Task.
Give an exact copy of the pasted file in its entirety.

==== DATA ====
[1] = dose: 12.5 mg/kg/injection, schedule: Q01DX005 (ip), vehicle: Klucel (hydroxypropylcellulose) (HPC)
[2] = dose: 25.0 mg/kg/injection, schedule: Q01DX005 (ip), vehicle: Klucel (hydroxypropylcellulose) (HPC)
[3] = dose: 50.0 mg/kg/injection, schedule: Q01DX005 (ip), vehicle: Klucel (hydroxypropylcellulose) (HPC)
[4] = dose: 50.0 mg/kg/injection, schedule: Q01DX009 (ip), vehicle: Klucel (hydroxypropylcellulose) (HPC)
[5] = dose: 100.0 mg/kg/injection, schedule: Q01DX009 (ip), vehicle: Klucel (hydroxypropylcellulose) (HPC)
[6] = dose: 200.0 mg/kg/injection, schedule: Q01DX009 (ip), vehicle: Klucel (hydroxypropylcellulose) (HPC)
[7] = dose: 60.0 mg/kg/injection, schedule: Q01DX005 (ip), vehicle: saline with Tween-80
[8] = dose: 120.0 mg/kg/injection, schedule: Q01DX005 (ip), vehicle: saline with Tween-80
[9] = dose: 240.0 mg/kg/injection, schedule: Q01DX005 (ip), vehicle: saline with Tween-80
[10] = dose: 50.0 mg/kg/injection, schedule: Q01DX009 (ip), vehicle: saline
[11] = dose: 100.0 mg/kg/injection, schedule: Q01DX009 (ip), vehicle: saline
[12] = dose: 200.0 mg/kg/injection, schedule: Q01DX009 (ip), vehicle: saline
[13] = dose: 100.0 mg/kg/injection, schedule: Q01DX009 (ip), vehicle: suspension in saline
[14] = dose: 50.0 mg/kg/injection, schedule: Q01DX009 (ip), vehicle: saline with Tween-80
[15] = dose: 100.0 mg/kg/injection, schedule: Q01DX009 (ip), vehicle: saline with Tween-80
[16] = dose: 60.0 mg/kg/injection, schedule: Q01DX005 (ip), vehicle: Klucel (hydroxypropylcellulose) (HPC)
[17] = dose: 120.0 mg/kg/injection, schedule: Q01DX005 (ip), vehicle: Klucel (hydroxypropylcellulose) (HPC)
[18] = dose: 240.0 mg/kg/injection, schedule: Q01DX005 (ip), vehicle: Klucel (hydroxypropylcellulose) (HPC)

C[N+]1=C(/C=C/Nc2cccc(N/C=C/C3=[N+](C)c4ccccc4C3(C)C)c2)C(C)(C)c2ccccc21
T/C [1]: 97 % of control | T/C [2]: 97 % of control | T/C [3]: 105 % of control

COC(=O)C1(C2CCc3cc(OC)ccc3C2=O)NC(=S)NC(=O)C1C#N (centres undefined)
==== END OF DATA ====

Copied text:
[1] = dose: 12.5 mg/kg/injection, schedule: Q01DX005 (ip), vehicle: Klucel (hydroxypropylcellulose) (HPC)
[2] = dose: 25.0 mg/kg/injection, schedule: Q01DX005 (ip), vehicle: Klucel (hydroxypropylcellulose) (HPC)
[3] = dose: 50.0 mg/kg/injection, schedule: Q01DX005 (ip), vehicle: Klucel (hydroxypropylcellulose) (HPC)
[4] = dose: 50.0 mg/kg/injection, schedule: Q01DX009 (ip), vehicle: Klucel (hydroxypropylcellulose) (HPC)
[5] = dose: 100.0 mg/kg/injection, schedule: Q01DX009 (ip), vehicle: Klucel (hydroxypropylcellulose) (HPC)
[6] = dose: 200.0 mg/kg/injection, schedule: Q01DX009 (ip), vehicle: Klucel (hydroxypropylcellulose) (HPC)
[7] = dose: 60.0 mg/kg/injection, schedule: Q01DX005 (ip), vehicle: saline with Tween-80
[8] = dose: 120.0 mg/kg/injection, schedule: Q01DX005 (ip), vehicle: saline with Tween-80
[9] = dose: 240.0 mg/kg/injection, schedule: Q01DX005 (ip), vehicle: saline with Tween-80
[10] = dose: 50.0 mg/kg/injection, schedule: Q01DX009 (ip), vehicle: saline
[11] = dose: 100.0 mg/kg/injection, schedule: Q01DX009 (ip), vehicle: saline
[12] = dose: 200.0 mg/kg/injection, schedule: Q01DX009 (ip), vehicle: saline
[13] = dose: 100.0 mg/kg/injection, schedule: Q01DX009 (ip), vehicle: suspension in saline
[14] = dose: 50.0 mg/kg/injection, schedule: Q01DX009 (ip), vehicle: saline with Tween-80
[15] = dose: 100.0 mg/kg/injection, schedule: Q01DX009 (ip), vehicle: saline with Tween-80
[16] = dose: 60.0 mg/kg/injection, schedule: Q01DX005 (ip), vehicle: Klucel (hydroxypropylcellulose) (HPC)
[17] = dose: 120.0 mg/kg/injection, schedule: Q01DX005 (ip), vehicle: Klucel (hydroxypropylcellulose) (HPC)
[18] = dose: 240.0 mg/kg/injection, schedule: Q01DX005 (ip), vehicle: Klucel (hydroxypropylcellulose) (HPC)

C[N+]1=C(/C=C/Nc2cccc(N/C=C/C3=[N+](C)c4ccccc4C3(C)C)c2)C(C)(C)c2ccccc21
T/C [1]: 97 % of control | T/C [2]: 97 % of control | T/C [3]: 105 % of control

COC(=O)C1(C2CCc3cc(OC)ccc3C2=O)NC(=S)NC(=O)C1C#N (centres undefined)